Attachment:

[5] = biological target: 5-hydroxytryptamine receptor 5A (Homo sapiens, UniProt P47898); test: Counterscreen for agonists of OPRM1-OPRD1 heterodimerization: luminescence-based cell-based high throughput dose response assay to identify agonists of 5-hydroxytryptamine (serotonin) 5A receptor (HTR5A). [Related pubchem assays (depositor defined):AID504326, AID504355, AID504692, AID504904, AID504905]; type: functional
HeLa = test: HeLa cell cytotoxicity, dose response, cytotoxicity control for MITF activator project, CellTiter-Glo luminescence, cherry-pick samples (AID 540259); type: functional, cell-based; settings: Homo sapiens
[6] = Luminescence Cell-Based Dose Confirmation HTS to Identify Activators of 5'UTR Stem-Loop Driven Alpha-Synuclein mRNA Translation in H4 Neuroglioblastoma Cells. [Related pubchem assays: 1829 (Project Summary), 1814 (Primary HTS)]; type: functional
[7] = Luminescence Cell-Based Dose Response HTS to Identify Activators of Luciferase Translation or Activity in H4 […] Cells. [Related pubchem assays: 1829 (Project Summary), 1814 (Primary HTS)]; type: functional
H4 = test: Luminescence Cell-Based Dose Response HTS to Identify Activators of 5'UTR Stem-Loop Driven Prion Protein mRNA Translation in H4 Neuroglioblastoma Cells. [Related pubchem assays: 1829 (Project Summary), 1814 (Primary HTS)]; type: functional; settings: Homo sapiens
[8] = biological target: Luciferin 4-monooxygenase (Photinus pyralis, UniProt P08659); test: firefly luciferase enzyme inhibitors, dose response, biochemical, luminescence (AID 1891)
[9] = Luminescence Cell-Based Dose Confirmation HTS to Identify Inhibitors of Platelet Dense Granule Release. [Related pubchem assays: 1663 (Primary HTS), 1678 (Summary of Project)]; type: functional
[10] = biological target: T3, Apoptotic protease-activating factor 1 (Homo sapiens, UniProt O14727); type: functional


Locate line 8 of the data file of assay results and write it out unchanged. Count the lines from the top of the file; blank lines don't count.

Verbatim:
[10] = biological target: T3, Apoptotic protease-activating factor 1 (Homo sapiens, UniProt O14727); type: functional